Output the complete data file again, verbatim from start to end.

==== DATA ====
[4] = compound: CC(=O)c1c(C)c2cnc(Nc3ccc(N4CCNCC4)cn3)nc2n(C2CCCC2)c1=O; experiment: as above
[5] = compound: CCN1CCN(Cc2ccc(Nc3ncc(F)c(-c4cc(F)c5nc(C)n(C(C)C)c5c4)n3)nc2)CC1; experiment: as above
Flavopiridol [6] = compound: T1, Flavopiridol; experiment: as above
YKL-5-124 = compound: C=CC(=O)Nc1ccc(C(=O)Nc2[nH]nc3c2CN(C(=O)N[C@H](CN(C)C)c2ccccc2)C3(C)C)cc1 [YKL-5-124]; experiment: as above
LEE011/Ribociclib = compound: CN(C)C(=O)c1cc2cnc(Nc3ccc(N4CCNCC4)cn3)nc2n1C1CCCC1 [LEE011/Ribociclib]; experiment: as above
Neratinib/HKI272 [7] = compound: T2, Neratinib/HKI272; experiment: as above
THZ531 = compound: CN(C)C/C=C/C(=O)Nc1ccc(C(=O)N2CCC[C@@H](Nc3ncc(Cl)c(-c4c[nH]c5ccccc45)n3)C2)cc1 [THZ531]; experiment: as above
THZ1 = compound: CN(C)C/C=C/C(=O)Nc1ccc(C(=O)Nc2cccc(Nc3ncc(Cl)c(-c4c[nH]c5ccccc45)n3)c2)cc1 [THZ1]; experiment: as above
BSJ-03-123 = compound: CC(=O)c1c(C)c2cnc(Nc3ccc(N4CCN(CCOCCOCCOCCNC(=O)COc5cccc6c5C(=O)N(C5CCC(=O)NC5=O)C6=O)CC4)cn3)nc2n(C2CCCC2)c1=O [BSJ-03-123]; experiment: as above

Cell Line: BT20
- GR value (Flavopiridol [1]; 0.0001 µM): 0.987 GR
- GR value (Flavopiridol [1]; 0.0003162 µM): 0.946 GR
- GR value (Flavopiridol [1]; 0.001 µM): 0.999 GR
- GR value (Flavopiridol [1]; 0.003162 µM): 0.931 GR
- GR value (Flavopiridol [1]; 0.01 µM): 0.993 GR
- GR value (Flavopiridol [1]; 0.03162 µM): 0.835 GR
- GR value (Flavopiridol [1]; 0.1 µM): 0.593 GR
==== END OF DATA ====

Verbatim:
[4] = compound: CC(=O)c1c(C)c2cnc(Nc3ccc(N4CCNCC4)cn3)nc2n(C2CCCC2)c1=O; experiment: as above
[5] = compound: CCN1CCN(Cc2ccc(Nc3ncc(F)c(-c4cc(F)c5nc(C)n(C(C)C)c5c4)n3)nc2)CC1; experiment: as above
Flavopiridol [6] = compound: T1, Flavopiridol; experiment: as above
YKL-5-124 = compound: C=CC(=O)Nc1ccc(C(=O)Nc2[nH]nc3c2CN(C(=O)N[C@H](CN(C)C)c2ccccc2)C3(C)C)cc1 [YKL-5-124]; experiment: as above
LEE011/Ribociclib = compound: CN(C)C(=O)c1cc2cnc(Nc3ccc(N4CCNCC4)cn3)nc2n1C1CCCC1 [LEE011/Ribociclib]; experiment: as above
Neratinib/HKI272 [7] = compound: T2, Neratinib/HKI272; experiment: as above
THZ531 = compound: CN(C)C/C=C/C(=O)Nc1ccc(C(=O)N2CCC[C@@H](Nc3ncc(Cl)c(-c4c[nH]c5ccccc45)n3)C2)cc1 [THZ531]; experiment: as above
THZ1 = compound: CN(C)C/C=C/C(=O)Nc1ccc(C(=O)Nc2cccc(Nc3ncc(Cl)c(-c4c[nH]c5ccccc45)n3)c2)cc1 [THZ1]; experiment: as above
BSJ-03-123 = compound: CC(=O)c1c(C)c2cnc(Nc3ccc(N4CCN(CCOCCOCCOCCNC(=O)COc5cccc6c5C(=O)N(C5CCC(=O)NC5=O)C6=O)CC4)cn3)nc2n(C2CCCC2)c1=O [BSJ-03-123]; experiment: as above

Cell Line: BT20
- GR value (Flavopiridol [1]; 0.0001 µM): 0.987 GR
- GR value (Flavopiridol [1]; 0.0003162 µM): 0.946 GR
- GR value (Flavopiridol [1]; 0.001 µM): 0.999 GR
- GR value (Flavopiridol [1]; 0.003162 µM): 0.931 GR
- GR value (Flavopiridol [1]; 0.01 µM): 0.993 GR
- GR value (Flavopiridol [1]; 0.03162 µM): 0.835 GR
- GR value (Flavopiridol [1]; 0.1 µM): 0.593 GR